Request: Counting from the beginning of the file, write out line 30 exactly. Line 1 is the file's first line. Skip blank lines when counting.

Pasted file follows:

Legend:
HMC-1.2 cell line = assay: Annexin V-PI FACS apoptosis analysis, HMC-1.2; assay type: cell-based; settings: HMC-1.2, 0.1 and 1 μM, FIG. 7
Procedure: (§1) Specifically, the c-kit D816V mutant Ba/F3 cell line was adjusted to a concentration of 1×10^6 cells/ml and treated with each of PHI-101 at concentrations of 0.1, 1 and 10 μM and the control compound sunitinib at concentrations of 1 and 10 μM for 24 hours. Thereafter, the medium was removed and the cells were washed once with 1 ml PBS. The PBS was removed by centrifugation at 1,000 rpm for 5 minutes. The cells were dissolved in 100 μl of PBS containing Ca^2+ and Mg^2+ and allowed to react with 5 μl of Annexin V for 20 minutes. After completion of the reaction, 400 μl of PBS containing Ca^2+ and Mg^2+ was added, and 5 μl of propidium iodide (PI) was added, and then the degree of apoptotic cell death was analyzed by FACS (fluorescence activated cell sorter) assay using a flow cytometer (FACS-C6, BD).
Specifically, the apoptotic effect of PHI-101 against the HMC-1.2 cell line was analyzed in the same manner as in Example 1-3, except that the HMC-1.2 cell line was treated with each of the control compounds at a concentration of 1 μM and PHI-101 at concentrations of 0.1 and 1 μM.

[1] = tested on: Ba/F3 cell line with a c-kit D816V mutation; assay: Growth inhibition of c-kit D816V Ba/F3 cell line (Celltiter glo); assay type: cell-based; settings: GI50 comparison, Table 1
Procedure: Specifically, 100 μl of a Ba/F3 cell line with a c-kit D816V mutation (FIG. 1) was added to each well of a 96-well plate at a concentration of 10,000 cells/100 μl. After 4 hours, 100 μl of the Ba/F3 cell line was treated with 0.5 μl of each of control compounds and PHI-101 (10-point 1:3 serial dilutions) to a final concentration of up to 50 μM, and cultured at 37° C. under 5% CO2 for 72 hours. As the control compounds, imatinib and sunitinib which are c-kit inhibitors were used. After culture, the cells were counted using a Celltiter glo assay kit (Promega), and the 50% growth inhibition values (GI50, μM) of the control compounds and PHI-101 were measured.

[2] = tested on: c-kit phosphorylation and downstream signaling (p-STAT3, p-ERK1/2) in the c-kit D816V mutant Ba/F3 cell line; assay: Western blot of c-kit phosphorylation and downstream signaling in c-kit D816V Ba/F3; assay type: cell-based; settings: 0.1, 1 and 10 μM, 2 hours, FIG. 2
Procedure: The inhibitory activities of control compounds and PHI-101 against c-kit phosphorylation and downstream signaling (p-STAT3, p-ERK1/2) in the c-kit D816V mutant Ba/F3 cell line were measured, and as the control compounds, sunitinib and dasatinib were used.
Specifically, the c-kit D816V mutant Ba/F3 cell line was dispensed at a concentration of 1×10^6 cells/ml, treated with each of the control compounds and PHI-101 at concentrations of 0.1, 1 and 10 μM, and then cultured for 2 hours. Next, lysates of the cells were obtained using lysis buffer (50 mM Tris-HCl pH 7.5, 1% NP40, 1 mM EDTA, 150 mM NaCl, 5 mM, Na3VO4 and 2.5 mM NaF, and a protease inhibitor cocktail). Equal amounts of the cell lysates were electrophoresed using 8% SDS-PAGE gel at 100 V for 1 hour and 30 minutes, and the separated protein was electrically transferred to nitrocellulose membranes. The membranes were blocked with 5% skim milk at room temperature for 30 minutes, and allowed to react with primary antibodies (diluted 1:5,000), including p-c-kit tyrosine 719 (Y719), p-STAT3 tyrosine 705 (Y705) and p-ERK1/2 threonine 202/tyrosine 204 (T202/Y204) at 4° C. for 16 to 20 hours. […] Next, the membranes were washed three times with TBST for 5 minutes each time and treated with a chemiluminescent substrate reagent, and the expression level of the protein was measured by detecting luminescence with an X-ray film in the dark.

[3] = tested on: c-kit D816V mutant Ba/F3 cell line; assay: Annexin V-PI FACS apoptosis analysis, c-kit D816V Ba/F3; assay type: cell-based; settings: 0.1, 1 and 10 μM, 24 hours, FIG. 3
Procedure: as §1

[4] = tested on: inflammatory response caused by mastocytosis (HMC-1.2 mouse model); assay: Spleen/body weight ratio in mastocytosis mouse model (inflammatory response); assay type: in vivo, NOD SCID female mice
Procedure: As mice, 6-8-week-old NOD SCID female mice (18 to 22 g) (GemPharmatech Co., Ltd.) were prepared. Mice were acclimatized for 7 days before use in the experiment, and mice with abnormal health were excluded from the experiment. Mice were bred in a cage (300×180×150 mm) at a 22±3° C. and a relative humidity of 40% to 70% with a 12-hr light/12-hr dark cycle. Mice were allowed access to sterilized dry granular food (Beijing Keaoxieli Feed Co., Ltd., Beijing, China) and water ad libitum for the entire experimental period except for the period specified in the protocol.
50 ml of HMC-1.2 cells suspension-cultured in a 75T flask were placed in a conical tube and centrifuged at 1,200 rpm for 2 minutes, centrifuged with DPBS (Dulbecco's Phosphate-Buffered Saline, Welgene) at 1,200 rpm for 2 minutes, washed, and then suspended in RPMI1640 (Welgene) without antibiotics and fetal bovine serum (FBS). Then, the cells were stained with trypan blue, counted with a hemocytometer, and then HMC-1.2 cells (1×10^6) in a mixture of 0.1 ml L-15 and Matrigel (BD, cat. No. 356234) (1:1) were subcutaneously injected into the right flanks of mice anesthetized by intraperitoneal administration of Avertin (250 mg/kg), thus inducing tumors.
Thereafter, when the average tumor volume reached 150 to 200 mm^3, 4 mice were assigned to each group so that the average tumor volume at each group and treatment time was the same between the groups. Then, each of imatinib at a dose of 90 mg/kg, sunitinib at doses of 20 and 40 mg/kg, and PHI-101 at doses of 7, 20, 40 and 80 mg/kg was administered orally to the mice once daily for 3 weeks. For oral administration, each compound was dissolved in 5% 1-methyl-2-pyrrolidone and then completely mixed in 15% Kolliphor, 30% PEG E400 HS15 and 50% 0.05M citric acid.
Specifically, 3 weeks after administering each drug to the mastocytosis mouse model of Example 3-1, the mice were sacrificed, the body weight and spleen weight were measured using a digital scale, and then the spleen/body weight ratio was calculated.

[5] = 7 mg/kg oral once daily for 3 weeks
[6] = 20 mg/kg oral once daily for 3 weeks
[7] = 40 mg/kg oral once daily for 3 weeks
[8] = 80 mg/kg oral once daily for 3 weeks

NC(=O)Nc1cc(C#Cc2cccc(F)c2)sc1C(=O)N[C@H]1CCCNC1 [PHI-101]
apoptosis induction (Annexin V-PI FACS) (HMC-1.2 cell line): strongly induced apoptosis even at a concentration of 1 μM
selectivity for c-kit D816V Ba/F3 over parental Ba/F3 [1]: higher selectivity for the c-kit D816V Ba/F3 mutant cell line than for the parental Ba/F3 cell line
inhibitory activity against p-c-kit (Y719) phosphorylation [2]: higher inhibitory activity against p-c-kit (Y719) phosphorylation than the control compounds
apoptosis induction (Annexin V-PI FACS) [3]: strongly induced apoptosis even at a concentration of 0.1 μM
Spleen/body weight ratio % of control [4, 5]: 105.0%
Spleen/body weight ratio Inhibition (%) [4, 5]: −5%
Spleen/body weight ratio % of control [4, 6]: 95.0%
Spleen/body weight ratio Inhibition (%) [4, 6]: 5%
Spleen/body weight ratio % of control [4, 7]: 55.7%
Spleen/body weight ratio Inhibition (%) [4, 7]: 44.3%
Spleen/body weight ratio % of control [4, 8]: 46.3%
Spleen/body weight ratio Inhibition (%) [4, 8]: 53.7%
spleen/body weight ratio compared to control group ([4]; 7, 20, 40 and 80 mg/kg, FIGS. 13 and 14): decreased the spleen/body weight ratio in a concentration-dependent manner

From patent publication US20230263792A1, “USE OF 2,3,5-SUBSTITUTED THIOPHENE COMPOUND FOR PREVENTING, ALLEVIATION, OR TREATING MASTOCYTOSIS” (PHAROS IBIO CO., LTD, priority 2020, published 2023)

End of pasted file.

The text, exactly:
Spleen/body weight ratio % of control [4, 7]: 55.7%